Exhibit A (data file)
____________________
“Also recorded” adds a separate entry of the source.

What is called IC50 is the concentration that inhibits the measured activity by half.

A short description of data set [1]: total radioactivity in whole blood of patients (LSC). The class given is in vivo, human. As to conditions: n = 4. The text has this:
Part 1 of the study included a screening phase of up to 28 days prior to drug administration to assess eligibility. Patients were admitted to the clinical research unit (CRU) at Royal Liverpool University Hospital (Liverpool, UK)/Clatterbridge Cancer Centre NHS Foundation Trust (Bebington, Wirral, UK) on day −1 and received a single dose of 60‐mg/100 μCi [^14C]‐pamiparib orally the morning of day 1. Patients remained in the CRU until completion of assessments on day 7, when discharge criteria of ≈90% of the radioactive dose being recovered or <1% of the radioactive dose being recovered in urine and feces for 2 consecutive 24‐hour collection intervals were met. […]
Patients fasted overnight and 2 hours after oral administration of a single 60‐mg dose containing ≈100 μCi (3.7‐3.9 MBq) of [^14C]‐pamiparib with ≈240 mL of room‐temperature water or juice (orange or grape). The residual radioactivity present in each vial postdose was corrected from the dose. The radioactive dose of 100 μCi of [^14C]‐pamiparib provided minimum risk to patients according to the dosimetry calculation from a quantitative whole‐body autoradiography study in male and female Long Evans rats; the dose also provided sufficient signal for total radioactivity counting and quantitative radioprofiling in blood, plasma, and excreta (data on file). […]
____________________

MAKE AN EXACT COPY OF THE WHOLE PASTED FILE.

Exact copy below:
“Also recorded” adds a separate entry of the source.

What is called IC50 is the concentration that inhibits the measured activity by half.

A short description of data set [1]: total radioactivity in whole blood of patients (LSC). The class given is in vivo, human. As to conditions: n = 4. The text has this:
Part 1 of the study included a screening phase of up to 28 days prior to drug administration to assess eligibility. Patients were admitted to the clinical research unit (CRU) at Royal Liverpool University Hospital (Liverpool, UK)/Clatterbridge Cancer Centre NHS Foundation Trust (Bebington, Wirral, UK) on day −1 and received a single dose of 60‐mg/100 μCi [^14C]‐pamiparib orally the morning of day 1. Patients remained in the CRU until completion of assessments on day 7, when discharge criteria of ≈90% of the radioactive dose being recovered or <1% of the radioactive dose being recovered in urine and feces for 2 consecutive 24‐hour collection intervals were met. […]
Patients fasted overnight and 2 hours after oral administration of a single 60‐mg dose containing ≈100 μCi (3.7‐3.9 MBq) of [^14C]‐pamiparib with ≈240 mL of room‐temperature water or juice (orange or grape). The residual radioactivity present in each vial postdose was corrected from the dose. The radioactive dose of 100 μCi of [^14C]‐pamiparib provided minimum risk to patients according to the dosimetry calculation from a quantitative whole‐body autoradiography study in male and female Long Evans rats; the dose also provided sufficient signal for total radioactivity counting and quantitative radioprofiling in blood, plasma, and excreta (data on file). […]